Doctors honing their life saving skills

Every year, hundreds of people are brought to the Queen Elizabeth Hospital with devastating injuries which can change lives forever.

Road crashes and falls are the main causes of people being brought into the hospital’s busy Emergency Department by ambulance with traumatic injuries.

A total of 247 patients were treated for traumatic injuries at the hospital between summer 2015 and 2016, with 120 of those being over the age of 80.

Doctors from the hospital underwent a three-day Advanced Trauma Life Support Course (ATLS), on behalf of the Royal College of Surgeons, to hone their lifesaving skills and increase confidence in dealing with these injuries.

Consultant Anaesthetist Alistair Steel has been running the course locally for three years and says it is important for the local community.

Dr Steel said: “The majority of patients we see here are unrelated to trauma and typically doctors will only see a handful of severely injured patients a year so courses like this play an important role in ensuring doctors remain up to date and confident in applying their life-saving skills.

“As the injuries we see here are different to what you would see in places like London, we do try to make the course relative to this area. Most of the major traumatic injuries we see in West Norfolk are caused by older people falling over.”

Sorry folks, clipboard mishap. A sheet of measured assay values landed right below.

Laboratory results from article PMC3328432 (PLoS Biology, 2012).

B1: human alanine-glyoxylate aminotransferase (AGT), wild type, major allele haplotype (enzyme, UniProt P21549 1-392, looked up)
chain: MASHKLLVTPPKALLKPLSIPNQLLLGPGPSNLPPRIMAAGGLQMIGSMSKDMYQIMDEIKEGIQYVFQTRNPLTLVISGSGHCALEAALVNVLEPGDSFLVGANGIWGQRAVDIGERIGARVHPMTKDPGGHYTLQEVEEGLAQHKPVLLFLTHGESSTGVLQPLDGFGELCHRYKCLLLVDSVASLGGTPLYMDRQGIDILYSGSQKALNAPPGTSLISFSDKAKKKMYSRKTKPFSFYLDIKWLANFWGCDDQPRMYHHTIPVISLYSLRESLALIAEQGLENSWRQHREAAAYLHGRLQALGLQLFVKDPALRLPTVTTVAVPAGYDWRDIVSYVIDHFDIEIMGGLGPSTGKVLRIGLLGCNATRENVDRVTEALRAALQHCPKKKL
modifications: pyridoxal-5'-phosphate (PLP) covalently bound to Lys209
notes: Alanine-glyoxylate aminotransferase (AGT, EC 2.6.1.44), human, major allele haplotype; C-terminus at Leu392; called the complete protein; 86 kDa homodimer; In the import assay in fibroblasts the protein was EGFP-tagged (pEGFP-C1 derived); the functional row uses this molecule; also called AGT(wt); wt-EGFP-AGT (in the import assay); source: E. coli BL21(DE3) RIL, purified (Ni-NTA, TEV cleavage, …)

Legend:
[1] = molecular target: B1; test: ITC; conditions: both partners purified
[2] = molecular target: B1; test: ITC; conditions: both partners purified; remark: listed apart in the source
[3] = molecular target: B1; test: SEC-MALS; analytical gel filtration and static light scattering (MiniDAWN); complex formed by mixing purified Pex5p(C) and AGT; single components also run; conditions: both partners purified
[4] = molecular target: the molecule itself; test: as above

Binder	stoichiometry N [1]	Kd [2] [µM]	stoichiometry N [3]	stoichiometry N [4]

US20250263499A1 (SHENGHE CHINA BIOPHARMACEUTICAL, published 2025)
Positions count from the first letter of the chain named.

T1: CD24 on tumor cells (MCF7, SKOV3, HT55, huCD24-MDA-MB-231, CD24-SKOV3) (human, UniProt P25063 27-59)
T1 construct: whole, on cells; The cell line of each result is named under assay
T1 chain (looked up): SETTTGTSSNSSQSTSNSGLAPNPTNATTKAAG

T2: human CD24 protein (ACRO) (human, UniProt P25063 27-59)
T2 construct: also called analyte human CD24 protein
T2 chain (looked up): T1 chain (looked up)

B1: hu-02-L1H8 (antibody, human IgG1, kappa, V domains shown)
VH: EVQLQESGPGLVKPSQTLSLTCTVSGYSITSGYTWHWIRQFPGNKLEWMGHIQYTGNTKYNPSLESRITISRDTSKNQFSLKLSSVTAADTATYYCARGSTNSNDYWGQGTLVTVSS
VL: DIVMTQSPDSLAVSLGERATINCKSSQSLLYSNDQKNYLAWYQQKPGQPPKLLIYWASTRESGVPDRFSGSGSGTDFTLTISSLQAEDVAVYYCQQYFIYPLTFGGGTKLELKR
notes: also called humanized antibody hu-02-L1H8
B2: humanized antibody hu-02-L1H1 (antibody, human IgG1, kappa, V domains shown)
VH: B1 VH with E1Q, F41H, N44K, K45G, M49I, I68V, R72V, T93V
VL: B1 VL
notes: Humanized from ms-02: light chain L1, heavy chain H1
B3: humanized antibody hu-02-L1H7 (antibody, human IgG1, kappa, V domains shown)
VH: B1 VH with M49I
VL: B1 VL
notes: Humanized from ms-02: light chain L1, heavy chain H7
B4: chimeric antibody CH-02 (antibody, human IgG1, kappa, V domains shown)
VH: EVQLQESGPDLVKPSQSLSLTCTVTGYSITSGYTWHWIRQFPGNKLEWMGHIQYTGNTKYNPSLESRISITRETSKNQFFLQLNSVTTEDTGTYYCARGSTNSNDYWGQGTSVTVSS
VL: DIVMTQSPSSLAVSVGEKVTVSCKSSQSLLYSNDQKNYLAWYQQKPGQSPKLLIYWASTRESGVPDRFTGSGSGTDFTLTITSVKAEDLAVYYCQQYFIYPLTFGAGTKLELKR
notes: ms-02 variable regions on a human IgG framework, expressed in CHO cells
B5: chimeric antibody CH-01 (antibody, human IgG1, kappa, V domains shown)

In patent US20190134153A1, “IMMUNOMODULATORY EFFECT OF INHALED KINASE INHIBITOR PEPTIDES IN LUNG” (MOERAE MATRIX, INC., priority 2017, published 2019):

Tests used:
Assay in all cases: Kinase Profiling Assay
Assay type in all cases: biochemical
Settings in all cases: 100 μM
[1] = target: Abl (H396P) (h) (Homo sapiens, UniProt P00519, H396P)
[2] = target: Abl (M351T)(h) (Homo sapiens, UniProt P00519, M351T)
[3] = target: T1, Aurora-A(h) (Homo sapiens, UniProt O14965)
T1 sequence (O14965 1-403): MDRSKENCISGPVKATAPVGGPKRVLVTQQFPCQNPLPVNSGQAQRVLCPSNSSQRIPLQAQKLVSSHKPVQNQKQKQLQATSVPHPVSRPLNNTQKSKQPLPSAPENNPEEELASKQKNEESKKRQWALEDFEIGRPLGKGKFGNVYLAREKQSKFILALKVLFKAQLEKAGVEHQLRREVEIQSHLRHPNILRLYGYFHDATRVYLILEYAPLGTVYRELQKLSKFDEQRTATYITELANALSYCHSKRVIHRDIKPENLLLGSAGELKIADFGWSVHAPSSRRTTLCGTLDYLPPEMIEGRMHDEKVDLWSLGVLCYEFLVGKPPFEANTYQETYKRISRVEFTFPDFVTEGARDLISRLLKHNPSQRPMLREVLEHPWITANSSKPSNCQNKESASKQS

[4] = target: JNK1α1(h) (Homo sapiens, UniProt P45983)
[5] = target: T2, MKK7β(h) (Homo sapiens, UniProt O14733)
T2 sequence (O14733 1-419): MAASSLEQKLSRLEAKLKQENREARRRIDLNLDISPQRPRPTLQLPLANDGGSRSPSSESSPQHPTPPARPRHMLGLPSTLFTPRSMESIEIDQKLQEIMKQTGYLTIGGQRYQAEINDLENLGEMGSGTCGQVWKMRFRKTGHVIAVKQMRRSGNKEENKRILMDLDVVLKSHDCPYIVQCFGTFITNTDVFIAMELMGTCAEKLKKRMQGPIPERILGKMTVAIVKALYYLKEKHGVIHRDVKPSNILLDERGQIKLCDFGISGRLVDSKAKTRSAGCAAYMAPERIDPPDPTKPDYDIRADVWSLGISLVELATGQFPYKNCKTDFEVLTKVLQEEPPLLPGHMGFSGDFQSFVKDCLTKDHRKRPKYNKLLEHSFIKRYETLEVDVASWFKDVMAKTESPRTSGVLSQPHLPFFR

Last year staff at the A&E department treated injuries related to 39 road crashes and 196 falls, 23 which were from over two metres in height.

Up to 29 trauma patients were over the age of 90 and seven were under the age of 18.

Dr Steel said: “Broken hips are among the most common traumatic injury we see here. This type of injury may not sound ‘traumatic’ but these are very distressing for older people along with making a big impact on their lives and future mobility.

“Trauma is the commonest cause of death for people under the age of 40 in this country, and in this region most young people die as a result of injuries sustained in car accidents. Fortunately we see little of the violent crime that lager cities such as London see. For older people falls are a big problem, some of which can be prevented by simple adjustments for example:

– Remove clutter

– Clear pathways of rugs, cables and other trip hazards

– Use bright lighting

– Exercise regularly and practice balance training

“While we would love to see many of these injuries prevented, courses such as this help the region’s doctors better care for patients should they sustain injuries.

“We are really proud of the 20 candidates that put themselves through the training – they all did really well. We are also grateful to the expert senior doctors from the QEH and around the region that helped us to run the course.”

The ATLS course was developed in America during the 1970s to ensure doctors in rural areas had adequate training in trauma management. Dr James K Styner helped to create the course after his wife died in a plane crash in Nebraska which also left three of their four children unconscious with head injuries.

—ENDS—

Pictured are QEH staff at the course

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